The Independent Corrupt Practices and Other Related Offences Commission (ICPC) has disclosed how it uncovered the fraudulent insertion of over N7 billion in the budget by a politically exposed person in the name of empowerment.
The ICPC Chairman, Professor Bolaji Owasanoye, SAN, disclosed this at the 4th National Summit on Diminishing Corruption in the Public Sector held at the State House Conference Centre on Tuesday, in Abuja.
Owasanoye revealed that the intensified scrutiny of personnel and capital cost of Ministries, Departments, and Agencies (MDA) by ICPC has led to proactive restrictions of surpluses or duplications in the budget.
He decried how some unscrupulous persons undermined the system by abusing the budgetary process for their gains.
“Just last week the Commission in collaboration with the Budget Office and stakeholders met with some MDAs on the recurring surpluses in their payroll to determine proactive measures to improving the budget process. We also actively review the budget to prevent abuse by senior civil servants and PEPs who sometimes personalise budgetary allocation for direct benefit. In one case, a PEP successfully increased the budget of an agency in order for the agency to buy a property from him.
“In another case, the PEP inserted soft projects worth over N7 billion for a catchment population of about one million people in the name of empowerment. Both cases are under investigation.”
He said ICPC reviews of special funds meant to improve education delivery such as UBEC and TETFUND has also revealed continued abuses and breach of procurement standards and compromise of statutory mandates while a System Study and review on SUBEB in six states for 2019-2020 revealed that the intention of UBE law to support states to improve basic education is frustrated by lack of commitment by state governments in not providing matching grants amongst other defaults.
The ICPC Boss also disclosed that the Commission, in support of government’s effort to improve revenue generation has recovered N1.264 billion tax in 2022.
He maintained that ICPC would continue to investigate the diversion of tax and other statutory revenues.
The high point of the Summit was the presentation of the Public Service Integrity Award to Superintendent Daniel Itse Amah, a police officer who rejected a bribe of $200,000 from an armed robbery syndicate, and the presentation of a plaque and a painting made by an ICPC officer, Mamman Kuru John, using the most recent and modern mode of painting known as ‘impacto’.
The keynote speaker and former chairman of the Independent National Electoral Commission (INEC), Professor Attahiru Jega, decried how some reform policies formulated with good intentions are often circumscribed by endemic in the education sector.
He listed such reforms to include the Public Procurement Act 2007 which requires that contracts of a certain threshold should seek approval either at the Ministerial Tenders Board (MTB) or at the Bureau for Public Procurement (BPP), the requirement by members of the National Assembly that every Vice-Chancellor must appear to defend their budgetary proposals before funds would be appropriated and the recent requirement by the federal government that no university should recruit any staff, even to fully existing vacancies, without at least three layers of approvals by the Federal bureaucracy at the NUC, Head of Civil Service of the Federation and the Office of the Accountant-General of the Federation.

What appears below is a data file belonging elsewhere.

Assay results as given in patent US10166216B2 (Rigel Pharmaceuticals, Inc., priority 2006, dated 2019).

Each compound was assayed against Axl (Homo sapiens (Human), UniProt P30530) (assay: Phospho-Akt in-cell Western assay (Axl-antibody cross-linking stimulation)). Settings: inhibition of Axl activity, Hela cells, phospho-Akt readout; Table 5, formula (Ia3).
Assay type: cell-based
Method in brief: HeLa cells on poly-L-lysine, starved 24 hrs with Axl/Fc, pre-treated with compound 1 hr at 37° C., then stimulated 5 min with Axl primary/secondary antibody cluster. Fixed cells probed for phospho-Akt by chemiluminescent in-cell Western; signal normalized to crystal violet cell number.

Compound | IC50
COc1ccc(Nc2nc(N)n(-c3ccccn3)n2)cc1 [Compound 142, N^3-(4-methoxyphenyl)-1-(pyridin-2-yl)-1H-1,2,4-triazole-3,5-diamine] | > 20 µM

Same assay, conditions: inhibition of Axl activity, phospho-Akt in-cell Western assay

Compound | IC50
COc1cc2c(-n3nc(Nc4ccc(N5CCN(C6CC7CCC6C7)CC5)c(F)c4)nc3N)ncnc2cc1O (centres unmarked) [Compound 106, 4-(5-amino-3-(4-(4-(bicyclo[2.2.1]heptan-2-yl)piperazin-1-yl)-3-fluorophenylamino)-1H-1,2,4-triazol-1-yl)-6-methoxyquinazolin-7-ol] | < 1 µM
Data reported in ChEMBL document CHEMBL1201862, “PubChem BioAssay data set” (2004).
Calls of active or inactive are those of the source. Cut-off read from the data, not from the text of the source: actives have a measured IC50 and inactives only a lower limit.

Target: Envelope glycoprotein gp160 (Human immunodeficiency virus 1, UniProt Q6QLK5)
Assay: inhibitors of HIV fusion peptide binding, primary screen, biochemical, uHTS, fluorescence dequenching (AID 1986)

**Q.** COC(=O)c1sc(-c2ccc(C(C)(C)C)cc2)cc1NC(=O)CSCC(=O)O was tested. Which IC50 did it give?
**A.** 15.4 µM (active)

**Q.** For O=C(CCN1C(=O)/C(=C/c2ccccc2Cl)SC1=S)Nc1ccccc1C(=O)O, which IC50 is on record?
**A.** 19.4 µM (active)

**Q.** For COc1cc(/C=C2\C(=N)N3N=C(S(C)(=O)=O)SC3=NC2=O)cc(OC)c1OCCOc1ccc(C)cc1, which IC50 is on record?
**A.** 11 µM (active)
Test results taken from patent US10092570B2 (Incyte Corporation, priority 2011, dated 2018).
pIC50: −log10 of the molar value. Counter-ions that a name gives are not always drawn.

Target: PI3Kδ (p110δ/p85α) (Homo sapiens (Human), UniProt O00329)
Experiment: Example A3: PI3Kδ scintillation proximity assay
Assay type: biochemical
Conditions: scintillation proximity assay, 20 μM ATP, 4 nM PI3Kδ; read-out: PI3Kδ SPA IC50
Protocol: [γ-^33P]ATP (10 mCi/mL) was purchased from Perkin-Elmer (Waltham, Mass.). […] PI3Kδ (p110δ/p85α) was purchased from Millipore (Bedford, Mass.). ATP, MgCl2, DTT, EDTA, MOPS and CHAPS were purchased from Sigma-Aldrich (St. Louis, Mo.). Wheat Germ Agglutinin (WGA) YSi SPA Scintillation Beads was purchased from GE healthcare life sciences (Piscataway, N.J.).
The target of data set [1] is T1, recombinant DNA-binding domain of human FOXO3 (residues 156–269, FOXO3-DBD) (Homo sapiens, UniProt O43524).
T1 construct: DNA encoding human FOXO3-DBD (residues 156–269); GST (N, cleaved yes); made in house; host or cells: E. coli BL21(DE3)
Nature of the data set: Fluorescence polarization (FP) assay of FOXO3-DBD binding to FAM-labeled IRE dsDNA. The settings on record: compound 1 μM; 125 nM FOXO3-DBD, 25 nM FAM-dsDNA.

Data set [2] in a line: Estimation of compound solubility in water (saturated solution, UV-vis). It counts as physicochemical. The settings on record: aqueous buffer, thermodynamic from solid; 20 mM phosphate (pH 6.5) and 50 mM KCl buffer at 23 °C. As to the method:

“All these three policies/measures, in spite of the good intentions, which may have underlined them, not only undermined the relative autonomy of the universities, but have also introduced extraneous relations and influences laden with corrupt practices. Submissions made by Vice Chancellors to, especially, MTBs often returned with reversed contract awards for extraneous and inexplicable reasons.
He added saying “in the past, the NUC presented and defended the budget for federal universities, and appropriated funds were shared/allocated to universities transparently, using a widely known formula. Nowadays, VCs who go to the National Assembly to present/defend their universities’ budgets are ‘compelled’ or ‘induced’ to make deals, in order to, either prevent cuts in their budgetary proposals or so as to get substantial padding in their appropriations, for projects to be executed solely by the Senator who negotiated the deal”
“With regards to obtaining approval, prior to recruitment or replacement of staff, there is evidence to suggest that VCs have to guarantee slots for the approving authorities to secure approvals. In filling those slots, no regard is paid to advertised vacancies and required qualifications for the positions, and almost invariably, more unrequited non-academic staff are employed, further distorting the ratio of non-academic staff to academic staff in the NUC guidelines.
While speaking on the negative consequences of corruption in the education sector, Professor Jega observed that its solutions cannot be found in isolation saying strategies for its resolution would necessarily have to be in the context of a comprehensive grand strategy for addressing corruption in the wider public sector.
He also called for active citizenry in the demand for quality education for their children saying doing so would make the sector accountable.